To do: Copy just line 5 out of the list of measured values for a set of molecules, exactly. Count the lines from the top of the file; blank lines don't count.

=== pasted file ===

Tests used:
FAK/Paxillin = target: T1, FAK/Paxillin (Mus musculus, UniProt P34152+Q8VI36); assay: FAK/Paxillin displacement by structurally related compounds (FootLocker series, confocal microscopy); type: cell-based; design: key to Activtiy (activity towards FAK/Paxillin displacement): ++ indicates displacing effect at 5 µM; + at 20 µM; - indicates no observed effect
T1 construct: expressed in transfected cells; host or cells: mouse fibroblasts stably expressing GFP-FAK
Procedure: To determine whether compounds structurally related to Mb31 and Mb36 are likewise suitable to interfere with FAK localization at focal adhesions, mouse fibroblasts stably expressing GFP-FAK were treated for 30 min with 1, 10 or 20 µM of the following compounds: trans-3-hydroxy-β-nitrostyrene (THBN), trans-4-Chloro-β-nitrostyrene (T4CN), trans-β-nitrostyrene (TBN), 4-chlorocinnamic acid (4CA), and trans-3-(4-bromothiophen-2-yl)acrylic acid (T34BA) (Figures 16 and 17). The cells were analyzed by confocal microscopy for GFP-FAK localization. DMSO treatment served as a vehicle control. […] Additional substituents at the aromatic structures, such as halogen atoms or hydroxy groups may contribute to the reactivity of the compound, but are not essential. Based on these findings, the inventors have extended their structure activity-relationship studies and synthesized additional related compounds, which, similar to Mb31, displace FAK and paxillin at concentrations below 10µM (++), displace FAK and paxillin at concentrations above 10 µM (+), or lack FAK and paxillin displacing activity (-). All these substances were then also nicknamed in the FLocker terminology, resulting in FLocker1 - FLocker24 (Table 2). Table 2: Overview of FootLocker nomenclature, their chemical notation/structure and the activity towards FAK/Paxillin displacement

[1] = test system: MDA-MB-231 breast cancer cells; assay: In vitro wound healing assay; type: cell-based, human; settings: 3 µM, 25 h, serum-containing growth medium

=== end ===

[1] = test system: MDA-MB-231 breast cancer cells; assay: In vitro wound healing assay; type: cell-based, human; settings: 3 µM, 25 h, serum-containing growth medium